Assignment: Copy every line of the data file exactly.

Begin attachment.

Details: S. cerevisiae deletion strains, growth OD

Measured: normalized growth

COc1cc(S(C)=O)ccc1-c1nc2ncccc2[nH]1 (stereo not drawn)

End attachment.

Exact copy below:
Details: S. cerevisiae deletion strains, growth OD

Measured: normalized growth

COc1cc(S(C)=O)ccc1-c1nc2ncccc2[nH]1 (stereo not drawn)